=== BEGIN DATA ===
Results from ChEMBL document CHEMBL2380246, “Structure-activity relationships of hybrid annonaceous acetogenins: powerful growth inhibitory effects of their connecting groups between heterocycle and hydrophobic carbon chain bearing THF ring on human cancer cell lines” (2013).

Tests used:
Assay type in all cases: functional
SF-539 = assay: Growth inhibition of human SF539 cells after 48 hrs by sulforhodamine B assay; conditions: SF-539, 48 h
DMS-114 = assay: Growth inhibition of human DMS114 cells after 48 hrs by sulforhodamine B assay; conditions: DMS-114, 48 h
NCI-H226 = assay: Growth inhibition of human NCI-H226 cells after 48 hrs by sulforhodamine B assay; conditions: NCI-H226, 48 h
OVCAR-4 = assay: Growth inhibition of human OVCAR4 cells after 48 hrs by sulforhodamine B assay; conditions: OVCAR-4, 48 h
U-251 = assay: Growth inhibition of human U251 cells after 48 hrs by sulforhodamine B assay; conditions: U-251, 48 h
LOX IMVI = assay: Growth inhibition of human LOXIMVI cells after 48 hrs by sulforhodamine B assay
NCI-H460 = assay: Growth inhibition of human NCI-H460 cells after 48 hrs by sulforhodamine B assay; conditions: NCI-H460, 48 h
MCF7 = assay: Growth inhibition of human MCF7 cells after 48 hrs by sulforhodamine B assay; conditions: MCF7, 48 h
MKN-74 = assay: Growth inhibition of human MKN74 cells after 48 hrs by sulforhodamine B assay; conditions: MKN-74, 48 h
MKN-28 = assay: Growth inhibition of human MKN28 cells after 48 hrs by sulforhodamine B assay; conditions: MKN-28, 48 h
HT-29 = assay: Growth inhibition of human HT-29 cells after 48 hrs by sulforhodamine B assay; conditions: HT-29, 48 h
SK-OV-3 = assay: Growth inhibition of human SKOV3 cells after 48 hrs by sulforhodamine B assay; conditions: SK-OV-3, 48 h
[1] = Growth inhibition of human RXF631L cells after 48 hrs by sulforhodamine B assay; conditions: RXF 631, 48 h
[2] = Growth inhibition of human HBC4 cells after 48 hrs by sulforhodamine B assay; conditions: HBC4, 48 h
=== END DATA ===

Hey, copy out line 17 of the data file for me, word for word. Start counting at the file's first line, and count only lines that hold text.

[2] = Growth inhibition of human HBC4 cells after 48 hrs by sulforhodamine B assay; conditions: HBC4, 48 h